PowerPoint Presentations Suck - Get to the Point
@ Mark G | Thursday, Feb 11, 2021 | 4minuteRead | Update at Thursday, Feb 11, 2021

Get to the Point

Get straight to the point! Far too often, I am presented with slide after slide about how good their software is, or their customized solution to their own problem. They never get to the point. Show me the software

In this rant article, I’m going to explain some key problems with today’s presentations and some ways to overcome them. We can do better than this!

There are plenty of bad presentation habits to choose from. Here is a list of just a few:

  1. Starting Late
  2. Malfunctioning Equipment
  3. Apologizing
  4. Boring Slides
  5. Goin on a Tangent

The list goes on, and on. However, I want to focus on one of my biggest pet peeves.

Far too often, presenters like to give the long-form agenda. Then they give a screenshot of the software they are promoting. One static screenshot after another static screenshot of the software. They don't seem to get to what the software solution is even solving until towards the end of the presentation.

Example

diagram with multiple blocks presented without logical flow

The problem statement: The organization needs to scan PDF files and make them editable in an editor.

Normally, the presenter would start by displaying a clear agenda. Then, they would show some of the high-level hardware or software architecture. Perhaps, even a diagram about how to set this system up in a production-like environment. Then, the presenter would display diagrams and pictures and throw all kinds of buzzwords over the slide. Finally, they’ll have pictures and diagrams displaying what the output should be if you run the software.

As an Amazon Associate I earn from qualifying purchases. At no extra cost to the consumer, I get commissions for purchases made through links in this post.

Skip the B.S.

It’s time to skip the B.S.

Open the software and run it - in front of me. Live!

That’s right, double click on the icon for the software you’re trying to sell, and convince me that this is a solution to my organization’s problem. Run the software. It’s that easy.

Bonus points - run the software on an example of representative data. Even better, if you want to impress your presentation audience, or the purse strings, ask for representative data. Then, during the presentation, you run the software on specific data from the organization.

Don’t present a PowerPoint slide with the example data that you were provided, and subsequently, show the static output. Run the software - that’s how you impress an organization. Time is valuable. Get to the point.

CPU Image

Image by Michael Schwarzenberger from Pixabay

This is a common problem I see throughout many presentations during meetings - even so-called, live, demonstrations. One way to overcome this is to present by getting straight to the point. I don’t want to see an agenda unless it’s literally two or three bullet points and you can speak it very fast (I know why I am here). I want to get to the point of what problem are you going to solve for my organization. So, during your presentation start doing this. Start showing the solution to a problem, in real-time.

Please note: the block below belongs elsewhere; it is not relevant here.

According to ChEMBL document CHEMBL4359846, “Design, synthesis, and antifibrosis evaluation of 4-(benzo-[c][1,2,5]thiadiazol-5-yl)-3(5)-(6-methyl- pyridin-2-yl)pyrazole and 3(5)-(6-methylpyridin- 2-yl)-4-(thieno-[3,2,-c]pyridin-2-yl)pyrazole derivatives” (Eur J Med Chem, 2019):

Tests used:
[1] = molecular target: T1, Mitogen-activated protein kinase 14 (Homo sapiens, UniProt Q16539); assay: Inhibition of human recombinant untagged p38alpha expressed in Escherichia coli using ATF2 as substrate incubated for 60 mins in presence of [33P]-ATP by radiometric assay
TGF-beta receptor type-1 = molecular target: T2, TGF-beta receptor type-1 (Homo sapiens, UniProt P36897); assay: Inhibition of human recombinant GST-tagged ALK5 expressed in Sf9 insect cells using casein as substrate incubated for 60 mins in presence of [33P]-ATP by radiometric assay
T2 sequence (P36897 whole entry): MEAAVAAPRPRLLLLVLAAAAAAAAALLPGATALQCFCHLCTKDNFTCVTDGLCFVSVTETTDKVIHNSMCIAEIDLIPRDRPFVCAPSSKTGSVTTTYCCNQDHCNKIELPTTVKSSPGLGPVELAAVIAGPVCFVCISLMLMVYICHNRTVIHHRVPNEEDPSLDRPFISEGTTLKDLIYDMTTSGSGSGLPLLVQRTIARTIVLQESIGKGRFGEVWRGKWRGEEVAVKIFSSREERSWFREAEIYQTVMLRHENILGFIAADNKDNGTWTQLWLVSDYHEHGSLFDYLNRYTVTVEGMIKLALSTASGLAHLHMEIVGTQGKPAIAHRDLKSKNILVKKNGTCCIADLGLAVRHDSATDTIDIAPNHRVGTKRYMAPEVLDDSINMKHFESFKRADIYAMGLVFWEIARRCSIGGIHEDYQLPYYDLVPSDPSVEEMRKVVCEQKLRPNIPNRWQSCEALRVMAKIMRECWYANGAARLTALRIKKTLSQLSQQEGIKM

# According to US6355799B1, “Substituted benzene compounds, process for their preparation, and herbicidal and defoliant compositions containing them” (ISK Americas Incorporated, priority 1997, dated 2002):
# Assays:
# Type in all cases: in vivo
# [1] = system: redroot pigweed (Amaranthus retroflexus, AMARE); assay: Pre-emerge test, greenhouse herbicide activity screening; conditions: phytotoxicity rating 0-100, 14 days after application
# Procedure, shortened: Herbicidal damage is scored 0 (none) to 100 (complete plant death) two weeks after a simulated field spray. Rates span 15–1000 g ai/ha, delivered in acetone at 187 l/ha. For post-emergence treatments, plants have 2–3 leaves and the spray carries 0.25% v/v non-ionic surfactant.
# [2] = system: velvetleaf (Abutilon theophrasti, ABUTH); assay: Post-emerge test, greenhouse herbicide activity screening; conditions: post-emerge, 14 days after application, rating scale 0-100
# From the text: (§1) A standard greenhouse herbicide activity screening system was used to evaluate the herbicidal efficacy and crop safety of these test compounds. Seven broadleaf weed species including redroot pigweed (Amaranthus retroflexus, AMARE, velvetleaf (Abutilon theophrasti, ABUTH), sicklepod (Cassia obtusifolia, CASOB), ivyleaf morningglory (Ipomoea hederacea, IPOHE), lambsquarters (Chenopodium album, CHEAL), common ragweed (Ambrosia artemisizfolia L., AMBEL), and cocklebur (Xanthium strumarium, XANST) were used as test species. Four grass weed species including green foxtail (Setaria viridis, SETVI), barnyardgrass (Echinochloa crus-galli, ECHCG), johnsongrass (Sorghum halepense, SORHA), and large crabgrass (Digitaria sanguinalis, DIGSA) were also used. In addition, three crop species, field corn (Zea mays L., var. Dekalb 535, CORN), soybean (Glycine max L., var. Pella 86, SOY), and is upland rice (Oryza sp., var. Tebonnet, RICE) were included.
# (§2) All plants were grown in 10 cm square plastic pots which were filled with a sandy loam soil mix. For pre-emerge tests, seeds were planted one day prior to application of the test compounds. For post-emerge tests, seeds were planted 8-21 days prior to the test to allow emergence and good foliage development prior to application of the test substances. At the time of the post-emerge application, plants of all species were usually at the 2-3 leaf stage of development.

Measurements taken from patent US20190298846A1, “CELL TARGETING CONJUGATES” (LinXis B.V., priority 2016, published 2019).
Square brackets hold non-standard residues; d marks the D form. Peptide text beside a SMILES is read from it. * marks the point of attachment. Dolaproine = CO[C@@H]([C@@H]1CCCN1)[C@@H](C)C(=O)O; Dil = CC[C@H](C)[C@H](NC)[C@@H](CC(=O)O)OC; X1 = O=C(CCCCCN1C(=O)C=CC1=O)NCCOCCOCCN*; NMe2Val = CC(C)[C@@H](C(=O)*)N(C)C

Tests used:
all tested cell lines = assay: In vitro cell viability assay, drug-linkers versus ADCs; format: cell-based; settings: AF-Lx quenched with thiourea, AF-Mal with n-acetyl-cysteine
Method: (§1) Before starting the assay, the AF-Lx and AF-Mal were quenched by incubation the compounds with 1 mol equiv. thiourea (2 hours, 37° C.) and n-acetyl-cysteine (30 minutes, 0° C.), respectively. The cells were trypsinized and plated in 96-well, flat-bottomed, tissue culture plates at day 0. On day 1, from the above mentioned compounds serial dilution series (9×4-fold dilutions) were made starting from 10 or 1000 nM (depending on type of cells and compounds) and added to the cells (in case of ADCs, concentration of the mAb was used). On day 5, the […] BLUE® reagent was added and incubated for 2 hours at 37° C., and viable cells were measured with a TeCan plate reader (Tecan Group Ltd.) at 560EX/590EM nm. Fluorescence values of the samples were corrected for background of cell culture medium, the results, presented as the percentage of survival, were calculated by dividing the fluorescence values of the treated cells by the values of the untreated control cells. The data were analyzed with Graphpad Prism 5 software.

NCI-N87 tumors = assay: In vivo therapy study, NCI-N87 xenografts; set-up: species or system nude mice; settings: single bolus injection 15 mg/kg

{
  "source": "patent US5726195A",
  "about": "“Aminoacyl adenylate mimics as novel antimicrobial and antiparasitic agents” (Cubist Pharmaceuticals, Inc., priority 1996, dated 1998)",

Know your Audience

You know what, most of your audience is probably going to be non-tech savvy. So, solve the problem from a business-minded perspective. I don’t care if it takes 2 seconds or 10 seconds to OCR a document. I simply don’t care. What I do care about is that it can do this in the background or that you can show me that you can run this today, right now, during the meeting, and it works. That’s what I care about.

Real-World Analogies

Also, we must learn to use real-world practical analogies when we’re doing a demonstration for a presentation. Far too often, the presenters are talking in a different language altogether. It’s time we bring it back to reality. The reality is that I want to solve a business problem, period. I’m serious about this. I don’t care about the jargon. I don’t care about the specifications. I don’t care about any of those buzzwords. What I care about is the end-user, who’s seeking a solved pain-point. Did you solve their problem as the presenter?

Always ask yourself, for every statement that you claim, how does this help the end-user. If you can’t come up with an answer, that is, a business-minded answer, then you’re not helping to solve a problem. You’re simply trying to sell a technology that the organization does not need. To reiterate, relate every single statement in your presentation to how it will help the end-user. It’s that simple. This is a frustrating topic because so much time is wasted in these meetings and demonstrations. It’s time to take our time back. I hope that you can believe that you can make a difference with your next presentation.

Cover Image by Peggy Choucair from Pixabay

Save as image